That gum you like is going to come back in style.

35. Book of Shadows – Alexandra Sokoloff

I enjoy reading Alexandra Sokoloff’s books. They tend to be spritely and have quickly paced stories, which makes perfect sense as she is a screenwriter as well. They are also a little easy to dismiss, which is the problem I have with mysteries in general. I don’t read them terribly often, but from what I’ve experienced recommending them, one-shot mysteries can be very disposable and what people are really looking for is someone to follow – the DA, the Miss Marple, the bounty hunter, the two weird guys who will go into the swamp or the abandoned house, or the woman who keeps hearing random dead people telling her where they’re buried. The victims are rarely all that interesting. Sure, they tend to have sordid pasts or have been in the wrong place at the wrong time…but they’re not the focus unless it’s Twin Peaks and even then Laura wasn’t the end focus thanks to the awesomeness of Special Agent Dale Cooper. So maybe I just prefer to watch mysteries. The Killing, though, man, I just can’t say anything about that end result yet except a hearty, “Sheesh.” Bookwise I’ve dabbled into categorized as mystery novelists Elmore Leonard and Joe R. Lansdale and Charlaine Harris (although none of what I’ve read of any of these authors was very straightforwardly mystery). I’ve been told I might enjoy Janet Evanovich like masses of people across the nation but a. that’s a hamster and b. I’m not ready and I’ve got a lot of other books to go through. There are a lot of dead people to read about.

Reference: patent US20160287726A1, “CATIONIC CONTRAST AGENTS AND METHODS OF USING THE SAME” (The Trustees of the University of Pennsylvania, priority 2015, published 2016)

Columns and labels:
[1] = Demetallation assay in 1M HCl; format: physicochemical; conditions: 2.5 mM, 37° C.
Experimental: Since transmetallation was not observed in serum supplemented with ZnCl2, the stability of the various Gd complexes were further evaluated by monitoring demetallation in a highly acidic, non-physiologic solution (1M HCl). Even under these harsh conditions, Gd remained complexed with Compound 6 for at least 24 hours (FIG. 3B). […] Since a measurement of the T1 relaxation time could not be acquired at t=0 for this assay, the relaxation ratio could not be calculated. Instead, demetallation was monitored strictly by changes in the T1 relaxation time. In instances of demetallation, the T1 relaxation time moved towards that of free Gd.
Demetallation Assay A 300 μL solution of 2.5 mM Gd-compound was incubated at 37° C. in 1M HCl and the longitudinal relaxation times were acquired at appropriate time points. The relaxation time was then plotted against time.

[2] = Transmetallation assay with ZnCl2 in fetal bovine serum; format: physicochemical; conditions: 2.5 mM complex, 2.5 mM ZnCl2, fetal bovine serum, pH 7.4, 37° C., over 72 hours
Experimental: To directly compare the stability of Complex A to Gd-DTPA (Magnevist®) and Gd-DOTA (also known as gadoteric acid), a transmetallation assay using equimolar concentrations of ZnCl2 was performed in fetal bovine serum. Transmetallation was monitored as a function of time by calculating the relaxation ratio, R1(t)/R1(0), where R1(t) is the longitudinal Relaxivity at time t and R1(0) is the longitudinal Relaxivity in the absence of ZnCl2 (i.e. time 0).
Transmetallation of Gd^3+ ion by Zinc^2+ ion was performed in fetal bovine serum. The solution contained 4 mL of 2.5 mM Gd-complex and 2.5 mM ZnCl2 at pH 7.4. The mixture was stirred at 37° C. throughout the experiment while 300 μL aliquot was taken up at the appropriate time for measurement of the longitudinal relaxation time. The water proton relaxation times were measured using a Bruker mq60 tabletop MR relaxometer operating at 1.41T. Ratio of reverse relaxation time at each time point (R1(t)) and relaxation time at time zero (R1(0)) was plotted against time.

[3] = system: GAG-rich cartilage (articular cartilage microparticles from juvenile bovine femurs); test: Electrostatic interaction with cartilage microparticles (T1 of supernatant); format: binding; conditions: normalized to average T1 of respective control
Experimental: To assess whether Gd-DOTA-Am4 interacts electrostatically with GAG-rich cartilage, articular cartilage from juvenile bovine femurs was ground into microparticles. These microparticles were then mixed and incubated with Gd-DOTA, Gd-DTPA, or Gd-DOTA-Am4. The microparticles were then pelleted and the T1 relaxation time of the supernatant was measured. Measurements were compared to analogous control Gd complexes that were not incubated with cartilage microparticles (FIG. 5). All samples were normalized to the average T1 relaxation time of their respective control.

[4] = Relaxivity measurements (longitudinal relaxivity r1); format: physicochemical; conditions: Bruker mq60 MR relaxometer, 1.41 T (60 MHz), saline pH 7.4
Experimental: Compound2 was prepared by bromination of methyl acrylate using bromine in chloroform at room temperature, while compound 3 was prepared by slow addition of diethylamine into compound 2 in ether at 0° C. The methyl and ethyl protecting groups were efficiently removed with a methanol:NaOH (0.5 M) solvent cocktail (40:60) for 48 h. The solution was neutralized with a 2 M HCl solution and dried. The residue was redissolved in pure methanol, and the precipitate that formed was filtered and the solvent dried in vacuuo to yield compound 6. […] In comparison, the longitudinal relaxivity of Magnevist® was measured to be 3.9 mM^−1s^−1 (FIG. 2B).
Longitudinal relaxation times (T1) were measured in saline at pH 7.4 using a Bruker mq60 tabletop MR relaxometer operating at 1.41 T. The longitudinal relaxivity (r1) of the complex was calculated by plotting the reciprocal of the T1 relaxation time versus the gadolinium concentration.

Anyway, Book of Shadows is definitely a mystery but it has supernatural elements like a sexy witch and ritual murder. There were some trips to the dump and the subtle harassment of a super-tool goth musician who was a red herring and that was so shocking. Overall, I would have watched it if it was a monster-of-the-week episode of Supernatural and enjoyed it a little more because there would have been some trusty guides to deal with the circumstances. Reading it was all right, a bit of a brain candy-style experience and I do not remember the name of the main character but the story flowed and the ending was a tad on the cheesy side. The ending of The Harrowing was a bit on the wonky side for me as well, so maybe Sokoloff has Stephen King’s ending syndrome where every so often, the reveal just blows for no good reason.

Snorecery. Twiglet prefers Leonard’s brand of problematic magic.


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